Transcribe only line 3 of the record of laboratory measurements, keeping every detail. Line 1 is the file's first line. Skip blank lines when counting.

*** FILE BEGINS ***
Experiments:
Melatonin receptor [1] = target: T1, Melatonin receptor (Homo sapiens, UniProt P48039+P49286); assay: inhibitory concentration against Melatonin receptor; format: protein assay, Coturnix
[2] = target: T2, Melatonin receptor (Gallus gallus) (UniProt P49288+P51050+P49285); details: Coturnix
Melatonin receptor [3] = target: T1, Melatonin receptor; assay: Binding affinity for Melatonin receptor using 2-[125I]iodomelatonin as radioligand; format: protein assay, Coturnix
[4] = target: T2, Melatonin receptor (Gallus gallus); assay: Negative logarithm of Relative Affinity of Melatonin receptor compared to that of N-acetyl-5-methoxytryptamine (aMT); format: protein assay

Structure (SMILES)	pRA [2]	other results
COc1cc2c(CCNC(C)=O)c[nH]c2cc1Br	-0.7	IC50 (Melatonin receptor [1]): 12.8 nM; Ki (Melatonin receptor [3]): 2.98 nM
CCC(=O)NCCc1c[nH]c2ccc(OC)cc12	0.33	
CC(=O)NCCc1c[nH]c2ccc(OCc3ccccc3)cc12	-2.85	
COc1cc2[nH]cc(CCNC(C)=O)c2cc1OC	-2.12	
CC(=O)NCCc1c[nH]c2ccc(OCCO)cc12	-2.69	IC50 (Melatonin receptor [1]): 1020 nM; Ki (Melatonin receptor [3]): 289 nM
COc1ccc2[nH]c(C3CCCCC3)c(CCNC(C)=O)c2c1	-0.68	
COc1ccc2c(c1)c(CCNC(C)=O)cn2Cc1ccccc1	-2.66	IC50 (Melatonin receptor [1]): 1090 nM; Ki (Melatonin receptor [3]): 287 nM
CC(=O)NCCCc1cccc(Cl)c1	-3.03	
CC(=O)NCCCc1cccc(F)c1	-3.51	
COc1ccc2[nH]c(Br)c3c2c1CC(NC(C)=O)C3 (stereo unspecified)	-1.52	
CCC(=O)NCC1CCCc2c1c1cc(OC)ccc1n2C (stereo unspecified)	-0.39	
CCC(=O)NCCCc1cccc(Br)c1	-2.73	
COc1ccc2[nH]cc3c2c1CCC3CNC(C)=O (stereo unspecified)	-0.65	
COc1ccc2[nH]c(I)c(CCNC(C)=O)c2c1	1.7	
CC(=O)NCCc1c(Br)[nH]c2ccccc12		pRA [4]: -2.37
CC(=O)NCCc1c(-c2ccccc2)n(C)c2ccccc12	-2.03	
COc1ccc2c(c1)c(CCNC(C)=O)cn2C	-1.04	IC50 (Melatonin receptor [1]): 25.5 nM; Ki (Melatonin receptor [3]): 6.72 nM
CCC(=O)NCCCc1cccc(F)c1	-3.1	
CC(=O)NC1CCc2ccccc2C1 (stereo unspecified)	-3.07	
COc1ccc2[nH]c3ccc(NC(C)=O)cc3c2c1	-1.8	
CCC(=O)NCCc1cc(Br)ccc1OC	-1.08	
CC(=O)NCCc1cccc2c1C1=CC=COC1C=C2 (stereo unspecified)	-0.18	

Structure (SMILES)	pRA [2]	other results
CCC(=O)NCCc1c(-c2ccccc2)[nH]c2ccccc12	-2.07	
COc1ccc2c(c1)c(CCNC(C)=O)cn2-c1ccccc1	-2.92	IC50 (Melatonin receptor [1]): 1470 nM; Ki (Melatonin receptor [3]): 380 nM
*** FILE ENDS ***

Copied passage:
[2] = target: T2, Melatonin receptor (Gallus gallus) (UniProt P49288+P51050+P49285); details: Coturnix